The ability of giant hogweeds to form monodominant communities and even pure monostands in invaded areas has been well documented. Understanding of the mechanisms leading to monostand formation can aid in determining the limitations of existing community ecology models and establishing an effective management plan for invasive species elimination. The aim of this observational study was to investigate traits of Heracleum sosnowskyi plants (demography, canopy structure, morphology and physiology) of the plants in a pure stand in an invaded area useful for understanding potential monostand formation mechanisms. All measurements were performed in one typical Heracleum sosnowskyi monostand located in an abandoned agriculture field located in Syktyvkar city suburb (North-east Russia). This monostand consisted of five main plant growth stages: seed, seedling, juvenile, vegetative adult, and generative adult. Plants of all stages began to grow simultaneously shortly after the snowmelt, at the same time as spring ephemeral plant species grew. The density of generative plants did not change during the vegetation period, but the density of the other plant stages rapidly decreased after the formation of a tall (up to 2-2.5 m) and dense (Leaf area index up to 6.5) canopy. The canopy captured approximately 97% of the light. H. sosnowskyi showed high (several orders of magnitude higher than average taiga zone grasses) photosynthetic water use efficiency (6-7 μM CO2/μM H2O). Formation of H. sosnowskyi monostands occurs primarily in disturbed areas with relatively rich and well-moistened soils. Early commencement of growth, rapid formation of a dense canopy, high efficiency of light and water use during photosynthesis, ability of young plants to survive in low light conditions, rapid recovery of above-ground plant parts after damage, and the high density of the soil seed bank are the most important traits of H. sosnowskyi plants for monostand formation in invaded areas.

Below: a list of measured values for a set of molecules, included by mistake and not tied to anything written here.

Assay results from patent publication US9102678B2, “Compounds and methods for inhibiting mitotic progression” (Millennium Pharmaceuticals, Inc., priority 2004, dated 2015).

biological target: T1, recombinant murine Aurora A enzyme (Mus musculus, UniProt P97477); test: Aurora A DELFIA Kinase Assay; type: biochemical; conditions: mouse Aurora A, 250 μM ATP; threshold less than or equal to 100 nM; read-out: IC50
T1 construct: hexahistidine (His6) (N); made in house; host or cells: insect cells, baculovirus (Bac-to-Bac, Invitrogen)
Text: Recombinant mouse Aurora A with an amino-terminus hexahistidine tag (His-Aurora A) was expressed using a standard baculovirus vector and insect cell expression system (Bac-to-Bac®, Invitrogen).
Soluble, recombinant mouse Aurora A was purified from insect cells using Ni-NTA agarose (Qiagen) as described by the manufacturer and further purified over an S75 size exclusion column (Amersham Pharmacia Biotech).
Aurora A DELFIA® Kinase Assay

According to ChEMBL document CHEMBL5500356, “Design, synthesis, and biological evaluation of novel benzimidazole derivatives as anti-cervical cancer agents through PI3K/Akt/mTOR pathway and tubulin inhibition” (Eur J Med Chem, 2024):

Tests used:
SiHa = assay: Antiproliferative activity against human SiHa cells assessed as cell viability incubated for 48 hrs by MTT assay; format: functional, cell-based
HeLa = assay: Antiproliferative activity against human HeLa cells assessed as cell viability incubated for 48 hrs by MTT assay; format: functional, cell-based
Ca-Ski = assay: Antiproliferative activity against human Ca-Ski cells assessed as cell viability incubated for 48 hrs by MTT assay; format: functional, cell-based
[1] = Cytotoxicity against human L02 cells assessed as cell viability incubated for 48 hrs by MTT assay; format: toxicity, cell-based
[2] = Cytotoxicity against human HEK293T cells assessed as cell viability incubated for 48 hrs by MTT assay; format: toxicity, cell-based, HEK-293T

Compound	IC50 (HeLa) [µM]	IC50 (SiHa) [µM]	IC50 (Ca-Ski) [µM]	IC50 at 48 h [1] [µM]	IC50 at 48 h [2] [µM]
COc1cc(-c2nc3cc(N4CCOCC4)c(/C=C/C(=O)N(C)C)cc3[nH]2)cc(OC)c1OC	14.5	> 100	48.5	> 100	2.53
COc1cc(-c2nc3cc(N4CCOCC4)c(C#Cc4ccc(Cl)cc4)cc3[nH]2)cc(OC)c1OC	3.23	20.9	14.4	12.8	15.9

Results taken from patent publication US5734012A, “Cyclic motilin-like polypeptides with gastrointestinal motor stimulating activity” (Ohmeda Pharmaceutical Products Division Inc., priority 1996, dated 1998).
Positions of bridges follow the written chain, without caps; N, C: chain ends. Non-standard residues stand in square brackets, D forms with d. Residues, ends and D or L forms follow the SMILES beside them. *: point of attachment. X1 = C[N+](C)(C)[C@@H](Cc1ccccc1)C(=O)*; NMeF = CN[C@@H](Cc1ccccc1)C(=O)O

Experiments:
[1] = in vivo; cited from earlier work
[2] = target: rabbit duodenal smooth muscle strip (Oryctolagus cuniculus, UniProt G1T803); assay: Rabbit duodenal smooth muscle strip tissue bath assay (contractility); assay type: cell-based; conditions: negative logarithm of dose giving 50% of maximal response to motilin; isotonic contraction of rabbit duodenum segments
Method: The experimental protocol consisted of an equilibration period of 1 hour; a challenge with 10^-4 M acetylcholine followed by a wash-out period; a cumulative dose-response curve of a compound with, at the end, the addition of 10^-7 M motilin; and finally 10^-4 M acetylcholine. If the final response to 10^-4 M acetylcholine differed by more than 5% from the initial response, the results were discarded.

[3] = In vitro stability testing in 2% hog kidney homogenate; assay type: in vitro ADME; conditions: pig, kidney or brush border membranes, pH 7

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Specific leaf area (SLA) at different metameres stem of Heracleum sosnowskyi.Symbols “a”, “b”, “c” designate the same groups segregated by Duncan's new multiple range test with a significance level at 0.05.